The three Americans who helped thwart an attack on a French train in August wave to a crowd after a parade honoring them in Sacramento, California, Sept. 11, 2015. From left are Alek Skarlatos, Anthony Sadler and Spencer Stone, who foiled an attack by a suspected Islamist militant on a high-speed train headed to Paris. Reuters/Max Whittaker

By Sharon Bernstein

SACRAMENTO, California (Reuters) -- Three men who foiled an attack by a suspected Islamist militant on a high-speed train headed to Paris were honored as hometown heroes in California's state capital of Sacramento on Friday with a street festival and parade that drew thousands despite scorching heat.

Anthony Sadler, 22; Spencer Stone, a 23-year-old U.S. airman; and National Guardsman Alek Skarlatos, 22, were touring Europe last month, partly to celebrate Skarlatos' return from a tour of duty in Afghanistan, when they took down the man armed with a box-cutter, a pistol and an AK-47 assault rifle.

"It was not a surprise, nor was it an accident that of the hundreds of international passengers on that train that it was three Americans who acted with such courage," Sacramento Mayor Kevin Johnson said in a speech in a rally on the steps of the state Capitol building. "And it was not a surprise nor was it an accident that these Americans were Sacramentans."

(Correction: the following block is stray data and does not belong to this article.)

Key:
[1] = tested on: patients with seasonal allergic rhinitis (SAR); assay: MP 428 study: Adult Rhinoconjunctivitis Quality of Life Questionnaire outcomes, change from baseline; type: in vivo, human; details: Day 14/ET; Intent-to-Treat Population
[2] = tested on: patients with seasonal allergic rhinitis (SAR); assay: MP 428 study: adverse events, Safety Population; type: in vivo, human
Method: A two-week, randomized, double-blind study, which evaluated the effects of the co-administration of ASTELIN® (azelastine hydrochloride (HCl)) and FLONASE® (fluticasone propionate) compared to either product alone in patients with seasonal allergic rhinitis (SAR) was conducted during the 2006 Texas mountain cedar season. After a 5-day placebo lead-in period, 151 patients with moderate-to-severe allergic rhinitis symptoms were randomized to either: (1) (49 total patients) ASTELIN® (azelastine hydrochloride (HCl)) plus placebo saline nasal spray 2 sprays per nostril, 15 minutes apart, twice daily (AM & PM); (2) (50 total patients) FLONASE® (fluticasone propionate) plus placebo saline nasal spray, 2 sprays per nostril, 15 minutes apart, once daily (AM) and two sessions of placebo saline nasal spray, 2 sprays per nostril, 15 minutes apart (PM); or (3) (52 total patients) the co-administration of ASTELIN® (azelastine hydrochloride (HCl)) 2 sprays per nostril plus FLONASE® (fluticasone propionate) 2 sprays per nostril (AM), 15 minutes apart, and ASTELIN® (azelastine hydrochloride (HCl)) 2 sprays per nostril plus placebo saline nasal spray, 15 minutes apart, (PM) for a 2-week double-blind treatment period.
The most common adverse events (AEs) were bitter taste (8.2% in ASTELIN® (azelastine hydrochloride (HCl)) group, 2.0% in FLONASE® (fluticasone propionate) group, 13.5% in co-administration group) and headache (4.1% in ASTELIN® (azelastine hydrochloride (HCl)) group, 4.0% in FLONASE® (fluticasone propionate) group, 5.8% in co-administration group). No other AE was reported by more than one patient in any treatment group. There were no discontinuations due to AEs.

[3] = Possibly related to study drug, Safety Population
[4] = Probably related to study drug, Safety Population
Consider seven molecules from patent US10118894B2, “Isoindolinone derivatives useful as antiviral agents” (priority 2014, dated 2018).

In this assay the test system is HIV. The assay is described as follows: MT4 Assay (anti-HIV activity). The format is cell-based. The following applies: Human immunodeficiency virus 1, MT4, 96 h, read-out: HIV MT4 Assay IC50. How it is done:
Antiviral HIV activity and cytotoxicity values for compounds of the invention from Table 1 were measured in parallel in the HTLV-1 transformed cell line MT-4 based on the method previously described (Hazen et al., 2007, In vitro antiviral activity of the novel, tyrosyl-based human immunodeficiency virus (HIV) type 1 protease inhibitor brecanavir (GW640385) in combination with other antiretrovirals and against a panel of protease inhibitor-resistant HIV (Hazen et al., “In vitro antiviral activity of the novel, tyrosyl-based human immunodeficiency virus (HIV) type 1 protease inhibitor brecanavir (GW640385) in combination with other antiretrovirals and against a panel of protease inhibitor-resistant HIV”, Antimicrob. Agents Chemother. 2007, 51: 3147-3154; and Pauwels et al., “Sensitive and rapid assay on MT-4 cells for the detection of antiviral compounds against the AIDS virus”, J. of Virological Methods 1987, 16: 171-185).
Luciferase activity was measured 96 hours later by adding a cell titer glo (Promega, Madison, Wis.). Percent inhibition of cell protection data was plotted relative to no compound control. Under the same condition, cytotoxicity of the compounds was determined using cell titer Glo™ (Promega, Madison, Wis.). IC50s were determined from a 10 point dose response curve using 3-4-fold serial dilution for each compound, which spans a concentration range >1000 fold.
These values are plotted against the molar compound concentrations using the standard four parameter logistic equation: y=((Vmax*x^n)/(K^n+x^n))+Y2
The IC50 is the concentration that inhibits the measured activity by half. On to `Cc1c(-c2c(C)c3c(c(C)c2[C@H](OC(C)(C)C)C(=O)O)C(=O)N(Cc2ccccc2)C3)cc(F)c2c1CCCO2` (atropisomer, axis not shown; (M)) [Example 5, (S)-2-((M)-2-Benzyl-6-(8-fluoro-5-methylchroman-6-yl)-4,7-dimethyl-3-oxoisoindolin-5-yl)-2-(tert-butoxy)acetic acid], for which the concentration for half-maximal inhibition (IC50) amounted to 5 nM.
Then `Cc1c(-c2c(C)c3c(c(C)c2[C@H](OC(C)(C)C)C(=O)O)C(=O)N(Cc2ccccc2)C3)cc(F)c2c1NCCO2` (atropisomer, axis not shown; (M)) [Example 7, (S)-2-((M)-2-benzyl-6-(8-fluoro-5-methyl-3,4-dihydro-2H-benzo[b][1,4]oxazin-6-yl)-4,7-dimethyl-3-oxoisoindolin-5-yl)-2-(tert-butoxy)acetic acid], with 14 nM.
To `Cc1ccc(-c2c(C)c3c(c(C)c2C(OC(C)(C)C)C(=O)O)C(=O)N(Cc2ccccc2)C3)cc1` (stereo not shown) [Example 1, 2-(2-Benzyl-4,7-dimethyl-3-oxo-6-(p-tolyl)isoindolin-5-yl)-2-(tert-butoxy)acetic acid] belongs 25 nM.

Sacramento, a mid-sized city still suffering in some parts from the 2007-2009 financial crisis, has been buzzing with pride over the trio's actions.

Johnson, a Democrat, wearing a crisp white suit and open-collared shirt on a day expected to reach 105 degrees Fahrenheit (41 Celsius), presented them with keys to the city.

As the parade moved toward the Capitol, the three took selfies and waved from a slow-moving float, with their parents just ahead of them in vintage cars.

The Painted Ladies, a rodeo riders group on horseback, and students from the high school that the three attended in suburban Sacramento marched with them.

Food trucks offered snacks, bands played and confetti rained down as the procession passed under two American flags raised high on Sacramento Fire Department cranes.

At the rally, state lawmakers suspended deliberations on the busy last day of the legislative session to participate and presented the men with proclamations from the Senate and Assembly.

The three spoke briefly, thanking the crowd and highlighting the day's significance as the anniversary of the Sept. 11, 2001, attacks on the United States by Islamist militants.

Stone's left thumb was almost severed in the struggle with the gunman. French President Francois Hollande bestowed France's highest honor on the three men, awarding them the Legion d'honneur.

(Reporting by Sharon Bernstein; Editing by Mohammad Zargham)